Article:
Figure 1: José Ferreira Thedim, sculptor, Our Lady of Fátima, 1920, on the cover of a tract promoting the daily rosary in the family, published July 3, 1937, in Braga, Portugal. Collection of the author.


In a series of interviews with the three children, Lúcia, Jacinta, and Francisco, published in November of 1917, Father José Ferreira de Lacerda concluded his account with the following confession: “The doubt that had accompanied me on my arrival was the same that was with me when I took my leave of the three children. Did they really see an Image?” The priest prudently opted to “await the decision of Rome” (Martins 1992, 187). Father Lacerda’s capitalized term, Image, is noteworthy because it draws our attention to the inherent ambivalence of the term, that is, the degree to which it is entangled with experience, history, lore, and visual traditions. Image might denote a picture, a mental figure, or a misty, luminous formation in the air, or even only in the eyes of the children. ‘What did they see?’ is no less apt a question since ‘image’ could denote everything from a hallucination to a mirage, a specter or an imaginatively gestalted form or motif. Likewise, a visionary apparition is difficult to pin down—in what sense is it ‘there’? Yet Father Lacerda was not bothered by the ontology of the image. He accepted the possibility of Our Lady appearing to the children. She had a history of doing so. What concerned him was the veracity of the children’s claim, and no doubt the anxiety of taking a position on the matter without the authoritative support of the Church hierarchy. Stability, after all, was the most important concern, especially in contemporary Portugal and Spain, where secular forces violently challenged the Church and its alliance with royal regimes. Seeing an image of Our Lady would be acceptable only if the Church ruled it was so.


Father Lacerda’s question is apt for another reason. The children themselves, in their interviews, repeatedly referred to Our Lady in imagistic terms, that is, as an image in the sense of a picture. They compared her appearance to pictures, holy card images, and statues. That Father Lacerda was looking for the image that the children might have seen is suggested by his observation that Jacinta knew only her own church and a chapel nearby. Pilgrims to the site had brought with them a host of small devotional images in 1917 before the 1920 image was in place, but according to Lacerda, Jacinta told him that “none of the statues there are like the lady that she saw in the Cova da Iria” (Martins 1992, 187).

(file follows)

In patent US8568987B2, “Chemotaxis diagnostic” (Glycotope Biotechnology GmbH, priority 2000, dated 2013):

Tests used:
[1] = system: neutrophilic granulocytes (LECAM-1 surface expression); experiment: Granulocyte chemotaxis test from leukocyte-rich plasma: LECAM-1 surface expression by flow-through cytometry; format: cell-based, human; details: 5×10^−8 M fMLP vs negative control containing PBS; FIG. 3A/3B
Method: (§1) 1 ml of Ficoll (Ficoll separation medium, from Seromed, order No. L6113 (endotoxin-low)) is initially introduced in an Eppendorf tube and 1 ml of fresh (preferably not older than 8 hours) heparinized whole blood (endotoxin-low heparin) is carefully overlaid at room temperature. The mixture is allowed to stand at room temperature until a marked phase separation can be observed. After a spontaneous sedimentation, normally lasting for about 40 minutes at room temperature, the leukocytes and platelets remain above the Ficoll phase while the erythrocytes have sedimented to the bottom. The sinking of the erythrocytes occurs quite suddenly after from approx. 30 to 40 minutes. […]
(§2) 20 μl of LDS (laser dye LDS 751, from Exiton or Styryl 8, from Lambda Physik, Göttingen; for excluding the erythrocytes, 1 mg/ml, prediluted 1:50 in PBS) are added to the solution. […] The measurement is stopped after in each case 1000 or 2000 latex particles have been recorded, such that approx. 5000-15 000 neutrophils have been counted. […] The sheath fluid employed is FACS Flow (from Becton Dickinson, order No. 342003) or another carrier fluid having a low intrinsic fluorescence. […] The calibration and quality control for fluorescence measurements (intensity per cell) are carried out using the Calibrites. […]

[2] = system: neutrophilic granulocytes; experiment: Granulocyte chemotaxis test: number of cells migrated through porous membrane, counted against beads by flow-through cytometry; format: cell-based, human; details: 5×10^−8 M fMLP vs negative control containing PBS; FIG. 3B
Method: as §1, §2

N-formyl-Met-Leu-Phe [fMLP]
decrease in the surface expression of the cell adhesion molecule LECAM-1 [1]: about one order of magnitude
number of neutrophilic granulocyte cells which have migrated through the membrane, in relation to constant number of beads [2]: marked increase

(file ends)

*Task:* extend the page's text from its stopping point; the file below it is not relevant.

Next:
The apparitions of Our Lady of Fátima provide a rich case study of Sister Lúcia’s adult reminiscences of the successive apparitions of an angel in 1916 and then Our Lady in 1917. Accounts of the two events present the dispassionate reader with a stark contrast. The effulgent figure of the visions gripped the children in speechless amazement. Their astonishment was such that the first utterance from both the angel and the Lady were: “Do not be afraid” (Martins 1992, 396, 399). Having arrived in a flash of light from the beyond, the figure echoed much of what the angel had told Lúcia the year before: pray, pray the rosary, offer reparations for offenses against God; the sacred hearts of Jesus and Mary expect them to suffer, but this would lead to the conversion of sinners. This was the primary message of what the children quickly made public. Rather little about it was new. Margaret Mary Alacoque (the visionary of the Sacred Heart of Jesus) had delivered the same message one hundred fifty years before. And the Marian apparitions at Lourdes and La Salette during the mid-nineteenth century had provided more particular information.5 On six occasions at Fátima, the small female figure appeared in a flash of light, perched on the same scrub oak, and said virtually the same thing: offer yourselves to God, prepare to suffer, pray the rosary often in order to end the war, my Immaculate Heart is your refuge, build me a chapel here, make sacrifices for sinners, and come back here on the thirteenth of the next month for another apparition. There is an almost liturgical regularity to the terse diction of revelation.